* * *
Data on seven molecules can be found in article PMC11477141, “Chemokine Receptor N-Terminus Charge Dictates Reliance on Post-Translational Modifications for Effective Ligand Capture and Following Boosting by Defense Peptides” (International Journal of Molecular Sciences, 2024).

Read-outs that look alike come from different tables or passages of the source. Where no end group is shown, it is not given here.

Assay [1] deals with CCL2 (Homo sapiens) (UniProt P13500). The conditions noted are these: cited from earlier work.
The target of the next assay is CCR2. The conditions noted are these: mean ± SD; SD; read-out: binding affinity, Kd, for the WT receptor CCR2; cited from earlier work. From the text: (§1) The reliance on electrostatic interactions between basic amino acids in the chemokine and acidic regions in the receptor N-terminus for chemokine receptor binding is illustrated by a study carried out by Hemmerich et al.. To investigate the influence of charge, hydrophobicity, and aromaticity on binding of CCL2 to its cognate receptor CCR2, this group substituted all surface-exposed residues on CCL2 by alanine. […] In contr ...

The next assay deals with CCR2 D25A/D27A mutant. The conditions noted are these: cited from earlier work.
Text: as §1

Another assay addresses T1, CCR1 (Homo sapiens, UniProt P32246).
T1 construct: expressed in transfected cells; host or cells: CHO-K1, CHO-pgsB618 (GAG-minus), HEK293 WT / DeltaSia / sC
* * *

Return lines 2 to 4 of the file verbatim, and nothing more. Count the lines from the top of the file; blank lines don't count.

Read-outs that look alike come from different tables or passages of the source. Where no end group is shown, it is not given here.

Assay [1] deals with CCL2 (Homo sapiens) (UniProt P13500). The conditions noted are these: cited from earlier work.
The target of the next assay is CCR2. The conditions noted are these: mean ± SD; SD; read-out: binding affinity, Kd, for the WT receptor CCR2; cited from earlier work. From the text: (§1) The reliance on electrostatic interactions between basic amino acids in the chemokine and acidic regions in the receptor N-terminus for chemokine receptor binding is illustrated by a study carried out by Hemmerich et al.. To investigate the influence of charge, hydrophobicity, and aromaticity on binding of CCL2 to its cognate receptor CCR2, this group substituted all surface-exposed residues on CCL2 by alanine. […] In contr ...